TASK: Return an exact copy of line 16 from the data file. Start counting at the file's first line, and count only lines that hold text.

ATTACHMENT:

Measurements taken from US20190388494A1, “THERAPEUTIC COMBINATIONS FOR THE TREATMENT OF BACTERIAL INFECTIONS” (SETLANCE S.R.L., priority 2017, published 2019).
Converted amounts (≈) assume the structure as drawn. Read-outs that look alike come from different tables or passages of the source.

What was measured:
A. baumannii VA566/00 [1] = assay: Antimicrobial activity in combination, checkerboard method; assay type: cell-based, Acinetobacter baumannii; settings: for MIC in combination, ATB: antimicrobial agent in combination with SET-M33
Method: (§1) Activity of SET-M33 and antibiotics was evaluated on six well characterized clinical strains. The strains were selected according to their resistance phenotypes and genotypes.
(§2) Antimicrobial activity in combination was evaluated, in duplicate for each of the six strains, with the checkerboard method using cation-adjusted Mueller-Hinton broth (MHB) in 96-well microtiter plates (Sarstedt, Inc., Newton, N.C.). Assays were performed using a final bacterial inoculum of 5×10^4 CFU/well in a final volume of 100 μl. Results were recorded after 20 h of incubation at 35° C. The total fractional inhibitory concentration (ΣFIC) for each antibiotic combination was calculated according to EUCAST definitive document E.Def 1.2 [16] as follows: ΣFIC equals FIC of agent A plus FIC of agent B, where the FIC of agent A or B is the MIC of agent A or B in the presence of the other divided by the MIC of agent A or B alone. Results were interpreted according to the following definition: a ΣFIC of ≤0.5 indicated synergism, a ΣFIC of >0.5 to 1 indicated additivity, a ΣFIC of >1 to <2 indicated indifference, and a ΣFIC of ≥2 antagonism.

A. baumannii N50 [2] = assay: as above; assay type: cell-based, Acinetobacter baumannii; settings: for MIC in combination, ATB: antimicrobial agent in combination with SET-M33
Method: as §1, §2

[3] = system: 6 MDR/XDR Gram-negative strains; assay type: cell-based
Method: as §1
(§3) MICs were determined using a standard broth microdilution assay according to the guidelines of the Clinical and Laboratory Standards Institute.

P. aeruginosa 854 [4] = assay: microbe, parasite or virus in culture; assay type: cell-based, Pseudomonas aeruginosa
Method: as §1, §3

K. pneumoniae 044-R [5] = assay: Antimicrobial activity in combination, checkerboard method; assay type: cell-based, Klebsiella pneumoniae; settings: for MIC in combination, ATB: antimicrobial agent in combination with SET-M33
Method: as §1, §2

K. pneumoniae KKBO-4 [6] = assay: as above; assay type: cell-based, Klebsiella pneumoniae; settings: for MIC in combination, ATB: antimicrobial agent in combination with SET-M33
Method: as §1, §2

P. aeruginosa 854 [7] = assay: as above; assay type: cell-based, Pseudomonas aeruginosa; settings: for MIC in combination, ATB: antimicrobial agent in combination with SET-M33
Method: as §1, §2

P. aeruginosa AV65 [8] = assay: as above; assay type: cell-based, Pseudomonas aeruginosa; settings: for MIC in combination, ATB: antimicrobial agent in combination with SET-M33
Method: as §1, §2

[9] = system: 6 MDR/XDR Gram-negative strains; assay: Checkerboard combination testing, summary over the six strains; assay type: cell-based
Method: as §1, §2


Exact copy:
K. pneumoniae KKBO-4 [6] = assay: as above; assay type: cell-based, Klebsiella pneumoniae; settings: for MIC in combination, ATB: antimicrobial agent in combination with SET-M33